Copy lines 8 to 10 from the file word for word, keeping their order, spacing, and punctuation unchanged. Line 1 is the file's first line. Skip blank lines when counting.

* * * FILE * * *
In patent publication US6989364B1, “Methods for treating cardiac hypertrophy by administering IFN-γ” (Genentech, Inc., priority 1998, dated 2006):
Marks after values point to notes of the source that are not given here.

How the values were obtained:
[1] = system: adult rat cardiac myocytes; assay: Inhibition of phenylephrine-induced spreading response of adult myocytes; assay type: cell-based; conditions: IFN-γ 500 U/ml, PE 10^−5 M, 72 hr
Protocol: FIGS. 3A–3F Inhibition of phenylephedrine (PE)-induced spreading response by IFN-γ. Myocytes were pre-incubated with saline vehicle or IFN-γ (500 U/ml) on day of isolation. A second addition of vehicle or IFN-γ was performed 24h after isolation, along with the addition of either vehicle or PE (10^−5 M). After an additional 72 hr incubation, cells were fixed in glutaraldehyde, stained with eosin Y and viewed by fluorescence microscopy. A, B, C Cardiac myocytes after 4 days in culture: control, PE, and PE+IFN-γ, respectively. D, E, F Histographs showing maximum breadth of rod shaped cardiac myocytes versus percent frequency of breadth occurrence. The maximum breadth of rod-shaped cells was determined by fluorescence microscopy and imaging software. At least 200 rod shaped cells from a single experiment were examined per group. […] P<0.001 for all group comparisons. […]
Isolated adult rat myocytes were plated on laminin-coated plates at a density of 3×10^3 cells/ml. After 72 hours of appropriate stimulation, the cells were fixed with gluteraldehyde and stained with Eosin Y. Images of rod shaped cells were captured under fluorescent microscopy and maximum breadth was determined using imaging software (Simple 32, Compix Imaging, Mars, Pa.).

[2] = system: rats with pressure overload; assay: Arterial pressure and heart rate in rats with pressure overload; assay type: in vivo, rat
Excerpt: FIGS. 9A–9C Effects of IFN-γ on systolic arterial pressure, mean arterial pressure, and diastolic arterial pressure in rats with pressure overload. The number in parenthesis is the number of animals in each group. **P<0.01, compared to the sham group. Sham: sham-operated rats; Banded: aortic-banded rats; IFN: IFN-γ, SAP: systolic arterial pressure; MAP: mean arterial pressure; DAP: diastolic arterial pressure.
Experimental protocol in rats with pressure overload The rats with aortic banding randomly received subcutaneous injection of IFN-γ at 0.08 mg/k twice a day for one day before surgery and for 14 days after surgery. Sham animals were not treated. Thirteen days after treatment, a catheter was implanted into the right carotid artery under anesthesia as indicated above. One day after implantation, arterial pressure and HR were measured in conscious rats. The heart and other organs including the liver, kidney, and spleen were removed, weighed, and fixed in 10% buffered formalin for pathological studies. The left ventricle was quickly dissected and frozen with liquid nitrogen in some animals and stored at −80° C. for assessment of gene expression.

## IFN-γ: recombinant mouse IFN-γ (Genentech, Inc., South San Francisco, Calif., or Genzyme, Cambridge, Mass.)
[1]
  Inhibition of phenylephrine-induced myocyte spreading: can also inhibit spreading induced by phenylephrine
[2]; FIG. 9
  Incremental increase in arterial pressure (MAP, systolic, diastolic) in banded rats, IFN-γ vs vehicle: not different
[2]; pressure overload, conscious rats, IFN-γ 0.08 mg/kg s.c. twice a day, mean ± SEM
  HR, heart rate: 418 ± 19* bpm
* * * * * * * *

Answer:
Excerpt: FIGS. 9A–9C Effects of IFN-γ on systolic arterial pressure, mean arterial pressure, and diastolic arterial pressure in rats with pressure overload. The number in parenthesis is the number of animals in each group. **P<0.01, compared to the sham group. Sham: sham-operated rats; Banded: aortic-banded rats; IFN: IFN-γ, SAP: systolic arterial pressure; MAP: mean arterial pressure; DAP: diastolic arterial pressure.
Experimental protocol in rats with pressure overload The rats with aortic banding randomly received subcutaneous injection of IFN-γ at 0.08 mg/k twice a day for one day before surgery and for 14 days after surgery. Sham animals were not treated. Thirteen days after treatment, a catheter was implanted into the right carotid artery under anesthesia as indicated above. One day after implantation, arterial pressure and HR were measured in conscious rats. The heart and other organs including the liver, kidney, and spleen were removed, weighed, and fixed in 10% buffered formalin for pathological studies. The left ventricle was quickly dissected and frozen with liquid nitrogen in some animals and stored at −80° C. for assessment of gene expression.

## IFN-γ: recombinant mouse IFN-γ (Genentech, Inc., South San Francisco, Calif., or Genzyme, Cambridge, Mass.)